President Lee Myung-bak is meeting Rep. Sohn Hak-kyu, leader of the main opposition Democratic Party, on Monday morning. They are set to discuss six agenda items at the breakfast talks, which their aides expect to last for about two hours.
The agenda items are: a cut in university tuition fees, a corruption scandal involving savings banks, an early ratification of the Korean-U.S. free trade agreement, job creation, and a proposal for a supplementary budget and putting household debt under control. With each being an issue of great magnitude, it is doubtful that all of them will be appropriately addressed in two hours.
Moreover, Lee and Sohn are so wide apart on key issues ― tuition fees, the free trade agreement and a supplementary budget ― that it will demand a Herculean task to strike an accord on any of them. The dim prospects are a cause for concern that the talks may end up with nothing but a photo op, as their earlier meeting, held in May 2008, did.
Sohn’s demand for a 6 trillion won supplementary budget is related to his proposal to cut tuition fees by half at an early date, if not in September, and his call for a job-creating program. But Lee is said to be firm in his belief that the budget surplus should be spent on defraying the national debt, which has ballooned in the wake of the global financial crisis.
On the issue of half-priced tuition, Lee believes a reform in higher education must come before any action is taken to cut tuition fees. Lee is apparently irked by the ruling Grand National Party’s latest proposal to secure 1.5 trillion won from the 2012 budget plan, spend it on scholarships and double the government’s subsidies to 3 trillion won by 2014 to cut tuition fees up to 30 percent. His office has made it clear that it is opposed to the proposal.
Another issue that sets Lee and Sohn wide apart is the scandal involving several savings banks. Lee believes their near insolvency can be traced back to the previous administrations’ lapse in policy ― permitting mutual savings and credit unions to turn into savings banks and raising the maximum coverage of deposit insurance from 20 million won to 50 million won. But Sohn claims that the Lee administration’s inadequate supervision is responsible for their problems and the lobbying and corruption scandal involving them.
Nonetheless, Lee and Sohn are likely to agree on an inquiry by independent counsel into the case. They are under mounting pressure in this regard, given the public opinion that the investigation by prosecutors has been inadequate.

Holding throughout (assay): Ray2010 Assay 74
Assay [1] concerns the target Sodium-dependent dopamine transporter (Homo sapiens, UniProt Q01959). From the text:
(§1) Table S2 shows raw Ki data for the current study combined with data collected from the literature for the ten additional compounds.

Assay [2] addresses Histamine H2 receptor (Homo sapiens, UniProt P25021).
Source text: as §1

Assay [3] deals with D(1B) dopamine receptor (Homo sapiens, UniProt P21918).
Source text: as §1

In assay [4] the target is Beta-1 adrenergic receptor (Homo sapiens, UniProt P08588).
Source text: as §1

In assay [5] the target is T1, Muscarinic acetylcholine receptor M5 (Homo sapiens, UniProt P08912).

Another area in which they can be easily pull off an agreement is the snowballing household debt, which has surpassed the 800 trillion won mark. Lee’s administration is already working on a package designed to put it under control.
But one of the thorniest problems is posed by Lee’s proposal to ratify the Korean-U.S. trade agreement no later than in August. Sohn demands it be renegotiated again, claiming that the agreement, which had been concluded by the previous Korean and American administrations, was rewritten in favor of the United States in recent renegotiations.
Sohn’s allegations cannot be brushed aside as groundless. He has a point, given that American demands with regard to auto trade were accommodated during the renegotiations. Nevertheless, Sohn will have to determine whether Korea will be better off with the allegedly flawed accord or without it.
But remarks by Kim Hyun-jong, the former trade minister who negotiated the original agreement, should help Sohn make a final decision. At a forum hosted by Washington-based Brookings Institution earlier this month, Kim said it should be ratified in a “macro framework,” given Korea’s fierce competition with China and Japan in the U.S. market.
For his part, Lee will do well to go the extra mile to persuade Sohn to come around and endorse the free trade agreement. If necessary, he should offer concessions in other areas in exchange for Sohn’s commitment to ratifying the accord by the August deadline. Lee, in the fourth year of his five-year presidency, should be reminded that he needs the opposition’s help more now than three years ago.